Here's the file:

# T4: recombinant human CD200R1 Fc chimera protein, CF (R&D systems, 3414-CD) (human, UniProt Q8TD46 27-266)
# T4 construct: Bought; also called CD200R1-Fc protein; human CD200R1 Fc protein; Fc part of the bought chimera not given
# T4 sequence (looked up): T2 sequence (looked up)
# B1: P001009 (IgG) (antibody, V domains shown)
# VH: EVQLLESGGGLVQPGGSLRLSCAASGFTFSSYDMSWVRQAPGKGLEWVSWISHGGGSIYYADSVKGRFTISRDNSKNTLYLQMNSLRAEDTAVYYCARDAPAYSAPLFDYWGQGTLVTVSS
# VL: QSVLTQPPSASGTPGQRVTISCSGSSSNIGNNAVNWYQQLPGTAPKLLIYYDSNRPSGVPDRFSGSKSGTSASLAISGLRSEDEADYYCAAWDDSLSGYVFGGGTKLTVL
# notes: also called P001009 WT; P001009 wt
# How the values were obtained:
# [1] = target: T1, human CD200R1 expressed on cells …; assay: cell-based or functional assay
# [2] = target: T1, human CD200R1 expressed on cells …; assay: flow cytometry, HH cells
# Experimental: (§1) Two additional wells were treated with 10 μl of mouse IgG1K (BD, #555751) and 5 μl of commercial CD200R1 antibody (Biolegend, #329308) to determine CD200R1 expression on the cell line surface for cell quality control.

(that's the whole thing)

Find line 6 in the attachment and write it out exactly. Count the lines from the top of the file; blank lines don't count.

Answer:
# VL: QSVLTQPPSASGTPGQRVTISCSGSSSNIGNNAVNWYQQLPGTAPKLLIYYDSNRPSGVPDRFSGSKSGTSASLAISGLRSEDEADYYCAAWDDSLSGYVFGGGTKLTVL